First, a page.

A Soulful Approach to Dementia Care

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Sharing tools with caregivers and loved ones to help them better understand the individual with 

Alzheimer's and other dementia-causing diseases

Improving Quality of Life

My mission is to help you connect.

The individual with dementia is experiencing a tragic loss of the thinking mind. To meet them where they are, we must put down our phones, stop chatting with our teammates, and find a way to be fully present. When language becomes lost, the human is not. The soul remains, and our understanding of the person will guide us to be better detectives, communicators and advocates.  


Caring for individuals with dementia is hard work. My wish for you is a never-ending journey of self-discovery that brings greater meaning to your own life and to the lives of those you care for and serve. 

Cycling Without Age

Cycling Without Age offers rides in an electric-assisted trishaw. Our program was featured in local Jackson Hole news. It brings such joy! 


Dementia

Worldwide, over 50 million people have dementia, with nearly 10 million new cases every year...

Dementia has many causes. It is not a disease, but rather the result of a disease process, such as Alzheimer's disease or heart disease. There are similarities in individuals who have dementia. For instance, short-term memory is lost along the way. And, as the brain is overtaken, other functions are also lost. A good example of this is when the frontal lobe (front upper region of the brain) is affected. That is the region of the brain responsible for judgement and behavioral function (commonly referred to as our “filter”), as well as executive functions like planning and problem solving.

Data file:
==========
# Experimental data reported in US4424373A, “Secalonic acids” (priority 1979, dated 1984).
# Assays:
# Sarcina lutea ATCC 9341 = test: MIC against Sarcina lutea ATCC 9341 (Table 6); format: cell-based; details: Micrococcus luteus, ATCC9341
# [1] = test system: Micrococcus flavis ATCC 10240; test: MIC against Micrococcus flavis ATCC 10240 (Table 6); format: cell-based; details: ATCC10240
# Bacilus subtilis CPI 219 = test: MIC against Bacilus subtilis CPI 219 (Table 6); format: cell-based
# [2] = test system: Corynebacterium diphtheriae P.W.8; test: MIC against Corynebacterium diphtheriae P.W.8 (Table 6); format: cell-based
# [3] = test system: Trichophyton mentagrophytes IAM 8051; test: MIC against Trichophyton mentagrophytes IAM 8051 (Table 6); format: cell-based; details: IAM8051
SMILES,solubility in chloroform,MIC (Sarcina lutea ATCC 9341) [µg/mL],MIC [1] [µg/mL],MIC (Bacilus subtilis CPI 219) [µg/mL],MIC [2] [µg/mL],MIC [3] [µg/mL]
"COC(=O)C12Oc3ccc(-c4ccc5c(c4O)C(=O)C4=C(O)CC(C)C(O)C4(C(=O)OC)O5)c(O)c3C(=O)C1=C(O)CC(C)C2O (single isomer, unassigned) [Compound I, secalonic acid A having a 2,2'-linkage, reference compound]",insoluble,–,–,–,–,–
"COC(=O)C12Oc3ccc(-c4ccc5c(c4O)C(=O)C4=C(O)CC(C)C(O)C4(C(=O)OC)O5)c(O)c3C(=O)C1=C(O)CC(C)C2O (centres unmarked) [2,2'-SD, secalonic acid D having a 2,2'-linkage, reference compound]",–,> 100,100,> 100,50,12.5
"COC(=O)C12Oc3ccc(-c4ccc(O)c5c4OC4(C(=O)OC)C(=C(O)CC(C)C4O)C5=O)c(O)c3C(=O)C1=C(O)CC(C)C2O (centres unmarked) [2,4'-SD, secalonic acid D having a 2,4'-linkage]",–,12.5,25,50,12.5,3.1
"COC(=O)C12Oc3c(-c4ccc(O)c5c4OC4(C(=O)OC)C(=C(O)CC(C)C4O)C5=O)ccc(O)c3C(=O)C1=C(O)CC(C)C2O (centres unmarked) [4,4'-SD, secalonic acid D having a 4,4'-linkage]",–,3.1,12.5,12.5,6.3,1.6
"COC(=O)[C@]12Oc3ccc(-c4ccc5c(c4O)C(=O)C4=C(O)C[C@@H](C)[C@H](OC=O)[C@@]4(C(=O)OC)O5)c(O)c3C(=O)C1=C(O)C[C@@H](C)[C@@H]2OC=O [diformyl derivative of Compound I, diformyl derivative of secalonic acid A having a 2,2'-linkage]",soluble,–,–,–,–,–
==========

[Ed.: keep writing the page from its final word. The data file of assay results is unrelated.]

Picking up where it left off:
When individuals lose short-term memory, and the ability to problem-solve, then living in the moment is what remains. Of course, there are memories that bubble up, and if you watch, you will notice that the individual with dementia is completely present in those moments, as well.


I would argue that “in the moment” is the most natural and peaceful state for any of us, but quieting our minds can be an incredible challenge—one that takes time, patience and practice. We are busy people, so instead of taking on that challenge and meeting the individual with dementia where they are, we often inadvertently ask them to do the impossible and meet us in our thinking minds. I have witnessed this struggle more times than I would like to think about… done with the best of intentions but sadly, sometimes done with anger and frustration.

Experiencing the 2017 eclipse in Jackson Hole
Experiencing the 2017 eclipse in Jackson Hole